$$x = A e^{ i \sqrt{ \frac{k}{m} } t } + B e^{-i \sqrt{ \frac{k}{m} } t}.$$

By Euler's formula, if we restrict our solutions to be real we get the familiar periodic sine and cosine.

In general the eigenspaces will not be one-dimensional and then the theory of Jordan normal form applies. This occurs, for example, when finding the general form of damped harmonic motion.

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The collection of all functions that are differentiable at least $n$ times (let's call it $\mathcal{F}_n$ just for the purposes of this post) form a vector space; and the operator $D$ defined by $D(f) = f'$ is linear ($D(f+g)=D(f)+D(g)$, and $D(\alpha f) = \alpha D(f)$ for all $f,g$ and scalars $\alpha$). So $D$ is a linear transformation from the vector space of functions that can be differentiated at least $n$ times, and functions that can be differentiated at least $n-1$ times.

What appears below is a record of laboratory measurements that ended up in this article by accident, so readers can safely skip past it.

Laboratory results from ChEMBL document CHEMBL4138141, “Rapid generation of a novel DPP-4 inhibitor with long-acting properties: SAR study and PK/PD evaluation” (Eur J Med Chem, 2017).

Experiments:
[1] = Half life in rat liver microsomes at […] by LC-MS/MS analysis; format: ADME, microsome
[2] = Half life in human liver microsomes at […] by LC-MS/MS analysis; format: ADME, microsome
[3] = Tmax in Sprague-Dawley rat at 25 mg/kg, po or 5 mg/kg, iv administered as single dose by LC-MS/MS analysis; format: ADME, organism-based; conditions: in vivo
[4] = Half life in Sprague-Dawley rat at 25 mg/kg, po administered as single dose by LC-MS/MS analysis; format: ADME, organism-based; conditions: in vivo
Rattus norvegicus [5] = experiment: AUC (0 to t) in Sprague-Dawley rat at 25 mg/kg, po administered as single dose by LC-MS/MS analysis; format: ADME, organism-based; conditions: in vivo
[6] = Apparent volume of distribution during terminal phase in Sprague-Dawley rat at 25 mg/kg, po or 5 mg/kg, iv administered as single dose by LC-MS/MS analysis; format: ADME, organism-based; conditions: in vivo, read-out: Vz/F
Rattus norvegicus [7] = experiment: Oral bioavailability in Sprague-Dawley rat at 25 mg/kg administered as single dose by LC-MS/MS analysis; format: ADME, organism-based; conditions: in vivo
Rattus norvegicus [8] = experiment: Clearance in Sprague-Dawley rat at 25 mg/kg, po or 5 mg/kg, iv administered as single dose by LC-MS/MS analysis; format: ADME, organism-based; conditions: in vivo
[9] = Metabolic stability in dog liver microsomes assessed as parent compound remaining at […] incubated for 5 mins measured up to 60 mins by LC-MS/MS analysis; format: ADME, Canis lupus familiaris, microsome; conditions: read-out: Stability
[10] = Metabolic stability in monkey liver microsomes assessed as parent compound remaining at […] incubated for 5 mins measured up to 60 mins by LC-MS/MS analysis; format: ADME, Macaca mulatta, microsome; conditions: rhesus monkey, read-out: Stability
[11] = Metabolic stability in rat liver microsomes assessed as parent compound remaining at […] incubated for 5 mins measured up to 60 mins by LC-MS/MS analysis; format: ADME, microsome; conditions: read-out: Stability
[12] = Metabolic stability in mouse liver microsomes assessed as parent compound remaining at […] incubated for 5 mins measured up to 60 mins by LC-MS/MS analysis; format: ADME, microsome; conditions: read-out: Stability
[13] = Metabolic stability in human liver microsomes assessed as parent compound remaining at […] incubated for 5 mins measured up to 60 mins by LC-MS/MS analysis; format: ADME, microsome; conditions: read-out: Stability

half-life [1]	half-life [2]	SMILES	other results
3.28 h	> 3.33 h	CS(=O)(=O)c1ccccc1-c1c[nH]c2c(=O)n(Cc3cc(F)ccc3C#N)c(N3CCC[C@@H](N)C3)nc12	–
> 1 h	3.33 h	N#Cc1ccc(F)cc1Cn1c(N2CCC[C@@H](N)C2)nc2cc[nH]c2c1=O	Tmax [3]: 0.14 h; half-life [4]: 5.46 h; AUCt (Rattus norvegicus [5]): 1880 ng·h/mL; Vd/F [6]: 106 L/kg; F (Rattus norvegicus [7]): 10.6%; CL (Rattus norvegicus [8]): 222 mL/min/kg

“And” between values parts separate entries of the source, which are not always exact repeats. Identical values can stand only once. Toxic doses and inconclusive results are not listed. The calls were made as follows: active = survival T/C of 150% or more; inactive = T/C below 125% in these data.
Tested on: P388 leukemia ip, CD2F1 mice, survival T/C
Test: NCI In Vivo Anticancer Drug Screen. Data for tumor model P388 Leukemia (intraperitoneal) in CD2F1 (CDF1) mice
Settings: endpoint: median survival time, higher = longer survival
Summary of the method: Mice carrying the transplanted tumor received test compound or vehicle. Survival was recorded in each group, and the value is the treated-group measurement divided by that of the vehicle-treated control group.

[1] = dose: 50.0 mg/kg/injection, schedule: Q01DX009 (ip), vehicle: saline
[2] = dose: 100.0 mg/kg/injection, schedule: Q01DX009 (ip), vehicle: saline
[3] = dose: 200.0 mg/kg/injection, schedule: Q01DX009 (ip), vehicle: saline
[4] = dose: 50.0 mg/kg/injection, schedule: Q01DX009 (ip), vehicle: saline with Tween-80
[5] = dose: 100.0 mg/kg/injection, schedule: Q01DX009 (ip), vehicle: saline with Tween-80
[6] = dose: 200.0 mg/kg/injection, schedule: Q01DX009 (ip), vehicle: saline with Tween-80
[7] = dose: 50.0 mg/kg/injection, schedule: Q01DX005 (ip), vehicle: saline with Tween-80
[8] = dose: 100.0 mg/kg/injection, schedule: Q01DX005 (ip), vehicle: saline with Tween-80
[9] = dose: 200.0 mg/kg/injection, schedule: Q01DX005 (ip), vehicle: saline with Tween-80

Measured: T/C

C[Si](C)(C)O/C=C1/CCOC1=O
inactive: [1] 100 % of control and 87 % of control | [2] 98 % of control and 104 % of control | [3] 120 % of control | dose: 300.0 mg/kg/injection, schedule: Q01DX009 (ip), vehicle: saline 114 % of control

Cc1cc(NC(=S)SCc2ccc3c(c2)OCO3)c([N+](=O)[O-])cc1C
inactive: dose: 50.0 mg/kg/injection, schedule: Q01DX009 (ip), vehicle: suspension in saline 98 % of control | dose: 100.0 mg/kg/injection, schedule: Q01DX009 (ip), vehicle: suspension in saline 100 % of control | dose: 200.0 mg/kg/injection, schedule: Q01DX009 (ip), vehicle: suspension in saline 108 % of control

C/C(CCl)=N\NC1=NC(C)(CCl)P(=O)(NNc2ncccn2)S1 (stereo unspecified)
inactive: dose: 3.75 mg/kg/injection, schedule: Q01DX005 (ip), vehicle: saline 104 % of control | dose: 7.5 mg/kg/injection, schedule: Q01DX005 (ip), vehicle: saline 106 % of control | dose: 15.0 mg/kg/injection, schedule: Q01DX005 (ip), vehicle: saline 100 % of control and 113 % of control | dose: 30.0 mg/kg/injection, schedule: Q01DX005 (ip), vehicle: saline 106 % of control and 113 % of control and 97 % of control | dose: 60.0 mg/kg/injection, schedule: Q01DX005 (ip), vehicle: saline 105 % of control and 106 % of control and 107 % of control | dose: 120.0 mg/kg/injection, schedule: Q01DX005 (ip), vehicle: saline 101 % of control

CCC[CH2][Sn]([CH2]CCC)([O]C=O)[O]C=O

Now, suppose you have a homogeneous linear differential equation: $$ f_n(x) y^{(n)}(x) + \cdots + f_1(x)y'(x) + f_0(x)y(x) = 0.$$ Then the collection of all function $y(x)$ that are solutions to this system form a subspace of $\mathcal{F}_n$: because if $y_1$ and $y_2$ are solutions, then so is $y_1+\alpha y_2$ for any scalar $\alpha$, and the zero function is certainly a solution. It is, in fact, the nullspace of a certain linear transformation, namely, the linear transformation $L$ given by $$L(y) = f_n(x)y^{(n)}(x)+\cdots + f_1(x)y'(x) + f_0(x)y(x).$$ So one can bring some linear algebra to bear on this problem; e.g., determining the dimension of the solution space, etc.